EVERETT — Most City Council candidates spend months getting ready for the primary election.
The five people in the race for Everett City Council seat No. 5 have less than 10 weeks.
Councilman Drew Nielsen had just started his third term on the council when he died in a rafting accident May 12.
That’s left little time for the five candidates who would like to finish the final three years of Nielsen’s term to raise money and get their names out to voters.
“It is a very short time frame to gear up and be out in the field and making people aware you are running,” said Pete Kinch, one of the candidates and a former mayor of Everett.
The other four candidates are Scott Bader, employed by the Roman Catholic Archdiocese of Seattle; June Robinson, a program manager for Public Health — Seattle and King County; Jon Ott, a retired Everett police officer and community college instructor; and Bill Paulen, a vice president at American West Bank.
Kinch added that raising money is “absolutely key” for any serious candidate. He expects to spend as much as $12,000 before the primary.
That money goes toward purchases such as yard signs, door hangers, mailers, letterhead, stationery and website design. Kinch said campaign spending is about the same as starting a small business.
“In my experience, it’s almost impossible to run an effective campaign if no one knows you’re in the race.”
Voters should recognize Bader and Robinson, who ran unsuccessfully for separate positions on the Everett City Council last fall.
As of Friday, Bader and Robinson have reported the most cash, raising $7,210 and $7,170, respectively.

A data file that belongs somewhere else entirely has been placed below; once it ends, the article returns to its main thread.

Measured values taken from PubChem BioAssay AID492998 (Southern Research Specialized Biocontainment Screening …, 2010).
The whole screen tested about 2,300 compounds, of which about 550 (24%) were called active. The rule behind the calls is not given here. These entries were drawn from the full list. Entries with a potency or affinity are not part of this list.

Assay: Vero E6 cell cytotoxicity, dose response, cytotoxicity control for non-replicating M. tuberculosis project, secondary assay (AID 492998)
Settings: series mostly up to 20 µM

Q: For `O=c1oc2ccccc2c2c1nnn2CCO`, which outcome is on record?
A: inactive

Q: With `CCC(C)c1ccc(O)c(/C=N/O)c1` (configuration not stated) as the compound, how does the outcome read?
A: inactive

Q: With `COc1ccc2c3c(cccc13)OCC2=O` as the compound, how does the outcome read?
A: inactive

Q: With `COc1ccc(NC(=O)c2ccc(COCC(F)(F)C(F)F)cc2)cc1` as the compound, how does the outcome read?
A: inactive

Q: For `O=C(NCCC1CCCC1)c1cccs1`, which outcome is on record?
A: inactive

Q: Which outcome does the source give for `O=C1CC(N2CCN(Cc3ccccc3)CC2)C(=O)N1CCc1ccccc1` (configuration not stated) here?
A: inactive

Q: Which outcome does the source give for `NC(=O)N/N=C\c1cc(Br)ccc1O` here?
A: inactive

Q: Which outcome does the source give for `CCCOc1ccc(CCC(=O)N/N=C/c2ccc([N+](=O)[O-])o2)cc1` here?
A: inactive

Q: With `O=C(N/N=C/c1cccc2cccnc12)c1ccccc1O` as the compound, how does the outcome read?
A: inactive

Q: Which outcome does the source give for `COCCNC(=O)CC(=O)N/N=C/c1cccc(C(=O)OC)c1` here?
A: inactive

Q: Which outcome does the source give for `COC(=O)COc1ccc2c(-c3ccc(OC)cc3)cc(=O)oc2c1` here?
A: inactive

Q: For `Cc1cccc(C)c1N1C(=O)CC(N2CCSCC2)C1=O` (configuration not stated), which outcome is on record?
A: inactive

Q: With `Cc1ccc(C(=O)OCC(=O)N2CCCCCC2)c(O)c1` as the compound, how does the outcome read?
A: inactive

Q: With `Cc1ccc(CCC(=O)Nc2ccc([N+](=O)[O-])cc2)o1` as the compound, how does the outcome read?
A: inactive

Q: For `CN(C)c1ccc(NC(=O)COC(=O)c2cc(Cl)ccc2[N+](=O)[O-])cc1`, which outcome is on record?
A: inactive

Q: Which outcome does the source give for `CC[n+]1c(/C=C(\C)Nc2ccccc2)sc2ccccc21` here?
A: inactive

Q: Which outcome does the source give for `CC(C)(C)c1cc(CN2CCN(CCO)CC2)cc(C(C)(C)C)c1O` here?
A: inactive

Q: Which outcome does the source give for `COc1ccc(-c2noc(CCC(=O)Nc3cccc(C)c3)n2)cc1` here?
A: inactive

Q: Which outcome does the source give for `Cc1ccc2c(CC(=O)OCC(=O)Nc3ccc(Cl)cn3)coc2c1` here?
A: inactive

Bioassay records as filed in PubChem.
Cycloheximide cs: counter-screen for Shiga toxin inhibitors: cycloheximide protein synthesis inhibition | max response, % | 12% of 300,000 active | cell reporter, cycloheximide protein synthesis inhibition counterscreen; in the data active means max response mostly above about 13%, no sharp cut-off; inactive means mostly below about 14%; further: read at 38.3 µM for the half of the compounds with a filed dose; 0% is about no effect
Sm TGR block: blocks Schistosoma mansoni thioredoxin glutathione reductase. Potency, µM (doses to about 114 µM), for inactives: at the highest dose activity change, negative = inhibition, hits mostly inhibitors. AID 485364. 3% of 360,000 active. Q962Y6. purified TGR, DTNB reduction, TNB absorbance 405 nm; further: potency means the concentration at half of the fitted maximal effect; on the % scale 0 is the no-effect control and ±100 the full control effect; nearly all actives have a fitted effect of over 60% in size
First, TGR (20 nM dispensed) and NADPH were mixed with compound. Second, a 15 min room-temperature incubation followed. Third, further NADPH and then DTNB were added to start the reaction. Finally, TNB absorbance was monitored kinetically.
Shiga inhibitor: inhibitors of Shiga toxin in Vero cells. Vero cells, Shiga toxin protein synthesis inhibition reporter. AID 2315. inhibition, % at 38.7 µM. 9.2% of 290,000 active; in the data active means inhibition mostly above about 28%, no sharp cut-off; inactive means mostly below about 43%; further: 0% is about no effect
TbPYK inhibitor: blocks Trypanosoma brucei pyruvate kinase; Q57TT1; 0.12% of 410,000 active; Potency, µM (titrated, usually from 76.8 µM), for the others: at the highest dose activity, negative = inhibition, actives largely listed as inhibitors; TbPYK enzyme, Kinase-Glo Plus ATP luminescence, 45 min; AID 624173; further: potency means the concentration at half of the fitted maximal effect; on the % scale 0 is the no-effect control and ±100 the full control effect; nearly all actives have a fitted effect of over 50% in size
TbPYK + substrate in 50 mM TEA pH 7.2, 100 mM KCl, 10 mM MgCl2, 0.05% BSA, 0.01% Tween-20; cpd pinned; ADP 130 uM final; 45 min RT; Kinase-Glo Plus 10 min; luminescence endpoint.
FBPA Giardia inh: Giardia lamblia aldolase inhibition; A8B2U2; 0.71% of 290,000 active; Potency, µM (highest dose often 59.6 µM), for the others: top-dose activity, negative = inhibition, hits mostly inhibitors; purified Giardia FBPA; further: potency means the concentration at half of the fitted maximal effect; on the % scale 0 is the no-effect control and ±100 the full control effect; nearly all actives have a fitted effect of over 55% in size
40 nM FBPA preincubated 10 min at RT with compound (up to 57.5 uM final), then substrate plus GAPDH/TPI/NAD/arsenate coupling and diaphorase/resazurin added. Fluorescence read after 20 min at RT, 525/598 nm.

Kinch reports $8,000 raised; $5,000 of that is a loan.
Bader received $900, the maximum allowable in this race, from the Everett firefighters union. He also received hundreds of dollars from people associated with Gamut360 Holdings, an Everett developer.
Robinson is pulling in donations from many supporters of the late councilman, including his wife, Kim Nielsen, and Council Members Paul Roberts and Brenda Stonecipher.
Robinson, who failed to unseat longtime councilman Ron Gipson, said she only ran again after many people suggested she should.
“I was strongly encouraged by people who supported Drew and that tipped the balance for me,” she said.
Robinson said her first run for the council taught her that candidates need to raise thousands of dollars to be successful. If she moves through the primary, she expects she’ll have to raise another $15,000.
Ott and Paulen — both political novices — chose to raise and spend no more than $5,000. That means they don’t have to report individual contributions to the state’s Public Disclosure Commission.
Paulen said the low-budget approach reflects his campaign style, which is “handshakes and talking to people” versus “big media buys and yard signs.”
About a week ago, Ott said he’d raised just $25 from a local chapter of the Washington Council of the Blind.
He expects to spend enough to buy some yard signs, but he’s also depending more on handshakes than a big budget.
“I will depend on my pocket to some degree,” Ott said. “But I’m not a wealthy person.”
Debra Smith: 425-339-3197; email@example.com.